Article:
It’s a small town in the degree of commmunity feeling (and the number of people I’ve met in multiple contexts), but with the benefits of a big city–walkability, museums, music, good restaurants, public transit…  (As much as everyone complains about SEPTA, it is worlds better than the public transit anywhere else I’ve ever lived.)

4.  What is your favorite type of fiber?

Wool.  BFL and merino are particularly nice kinds of wool, but some preps of corriedale are really nice, and general, all-around basic wool is good.  Silk can be fun, as can mohair, but I really like wool.

5.  What is your favorite food?

Perfectly-ripe sugar snap peas, eaten while still standing in the garden.  Mmmm… 

If you want me to ask you five questions, leave a comment.   (I don’t really expect it to become an issue, but I’m not going to come up with questions for more than five people.)


my (first but probably not only) version of Liz‘s basic cookie recipe

    1.5 c. all-purpose flour
    1 c whole wheat flour, some of which looked like pastry flour (I haven’t baked much lately, and I think the batch of flour from the bottom of my whole-wheat jar was pastry flour.)
    1.5 tsp. baking powder
    a smidgen of salt
    2 eggs

    1/4 c. oil
    1/4 c. water
    3/4 c. sugar
    1/2 tsp. vanilla

    plus chocolate chips, dried cranberries, and sliced almonds, not really measured at all

    Preheat oven to 350˚
    Mix dry and wet ingredients in separate bowls, then mix together by “dumping” dry ingredients into wet.
    Drop by rounded teaspoon onto cookie sheets, and bake for 12 minutes, or until golden.  (Mine took about 15′.  I got about 32 cookies, I think, which was a nice quantity to take to fiber night.)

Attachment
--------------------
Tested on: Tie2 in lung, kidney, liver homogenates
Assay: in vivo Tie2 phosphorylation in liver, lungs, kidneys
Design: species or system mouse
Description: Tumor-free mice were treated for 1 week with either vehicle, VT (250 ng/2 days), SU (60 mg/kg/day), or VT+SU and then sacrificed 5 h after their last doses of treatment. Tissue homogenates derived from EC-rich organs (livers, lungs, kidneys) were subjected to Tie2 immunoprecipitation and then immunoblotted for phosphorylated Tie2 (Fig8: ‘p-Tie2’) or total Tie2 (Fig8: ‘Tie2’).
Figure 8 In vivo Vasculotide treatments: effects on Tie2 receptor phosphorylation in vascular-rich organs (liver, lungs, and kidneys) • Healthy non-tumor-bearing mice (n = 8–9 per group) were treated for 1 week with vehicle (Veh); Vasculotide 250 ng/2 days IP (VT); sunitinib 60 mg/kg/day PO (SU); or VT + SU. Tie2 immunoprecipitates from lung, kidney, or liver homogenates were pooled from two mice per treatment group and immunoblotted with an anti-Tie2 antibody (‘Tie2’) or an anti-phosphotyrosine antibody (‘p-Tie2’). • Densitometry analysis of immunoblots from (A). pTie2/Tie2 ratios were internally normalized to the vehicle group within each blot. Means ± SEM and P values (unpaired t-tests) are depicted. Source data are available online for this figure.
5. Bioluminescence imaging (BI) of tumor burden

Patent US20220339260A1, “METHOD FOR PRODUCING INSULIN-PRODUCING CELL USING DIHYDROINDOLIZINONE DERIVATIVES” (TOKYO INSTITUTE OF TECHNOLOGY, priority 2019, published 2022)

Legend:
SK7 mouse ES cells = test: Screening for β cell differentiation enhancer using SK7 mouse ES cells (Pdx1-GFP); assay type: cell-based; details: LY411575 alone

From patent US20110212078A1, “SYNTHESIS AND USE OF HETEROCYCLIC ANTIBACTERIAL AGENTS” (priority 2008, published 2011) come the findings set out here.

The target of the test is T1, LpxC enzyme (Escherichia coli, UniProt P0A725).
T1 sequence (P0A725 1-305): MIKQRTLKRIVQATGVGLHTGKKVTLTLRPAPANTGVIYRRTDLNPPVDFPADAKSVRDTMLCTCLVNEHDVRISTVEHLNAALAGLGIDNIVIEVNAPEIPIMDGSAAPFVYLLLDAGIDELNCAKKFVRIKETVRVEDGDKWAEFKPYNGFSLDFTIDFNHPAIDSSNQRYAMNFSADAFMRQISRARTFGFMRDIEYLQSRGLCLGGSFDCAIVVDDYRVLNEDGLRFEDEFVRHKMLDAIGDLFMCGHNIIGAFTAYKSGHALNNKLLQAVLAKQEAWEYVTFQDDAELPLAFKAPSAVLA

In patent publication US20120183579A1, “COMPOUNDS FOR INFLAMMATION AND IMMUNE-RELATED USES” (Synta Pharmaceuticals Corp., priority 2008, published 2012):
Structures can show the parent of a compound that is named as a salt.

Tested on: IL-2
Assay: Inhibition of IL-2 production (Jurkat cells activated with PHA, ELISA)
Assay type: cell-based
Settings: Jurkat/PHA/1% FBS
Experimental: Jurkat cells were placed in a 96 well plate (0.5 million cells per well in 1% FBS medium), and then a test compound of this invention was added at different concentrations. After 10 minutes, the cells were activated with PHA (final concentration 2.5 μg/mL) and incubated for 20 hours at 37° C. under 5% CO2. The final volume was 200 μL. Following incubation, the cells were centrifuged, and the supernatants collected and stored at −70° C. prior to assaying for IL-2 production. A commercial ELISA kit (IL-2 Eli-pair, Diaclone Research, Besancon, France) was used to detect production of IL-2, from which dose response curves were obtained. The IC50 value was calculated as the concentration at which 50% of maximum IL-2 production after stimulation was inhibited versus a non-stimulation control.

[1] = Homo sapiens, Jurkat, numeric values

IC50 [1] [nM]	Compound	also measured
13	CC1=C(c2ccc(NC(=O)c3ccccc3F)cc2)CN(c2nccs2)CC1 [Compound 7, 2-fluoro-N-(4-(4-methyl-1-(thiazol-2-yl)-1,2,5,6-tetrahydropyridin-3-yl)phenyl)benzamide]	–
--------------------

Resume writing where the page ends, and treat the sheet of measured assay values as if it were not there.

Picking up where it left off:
Over all, these were very good.  Next time, though, I will try harder to find normal-sized chocolate chips instead of the giant ghirardelli ones, and I’d probably cut the sugar to 2/3 c.  (I will also try to remember to buy more baking soda at some point–mine got infested by mealmoths, and I keep forgetting to replace it.)



It’s really starting to feel like spring around here, but there aren’t many new flowers, and the crocuses all suffered from the sleetstorm last week (which my Crafty Labmate called a "slizzard").  So I’m posting a coneflower.   (This one was in my dad’s garden a couple of summers ago.)


They’re finished!  Unfortunately, it’s been warm enough that I haven’t been wearing socks.  (Well, okay, I don’t mind the weather (yet–ask me again when I go south in a week and it’s 80ºF), but I haven’t had a chance to wear my new socks yet.)



Sock #1 (on the right/bottom) knit from Spirit Trail sock yarn purchased at MDSW06, begun in August and finished over Thanksgiving.  Sock #2 knit from Lorna’s Laces sock yarn, begun just before seeing Enter the Haggis and finished yesterday.  Both socks knit with a 2.5mm needle for the bottom of the foot and a 2.75mm needle for the top of the foot.  Sock #1 has a figure-8 toe; sock #2 has a magic toe. 

I’m happy with my fraternal-twin socks.  There are some things I like better about each sock…  With any luck, I can improve on both of them when I start my next pair.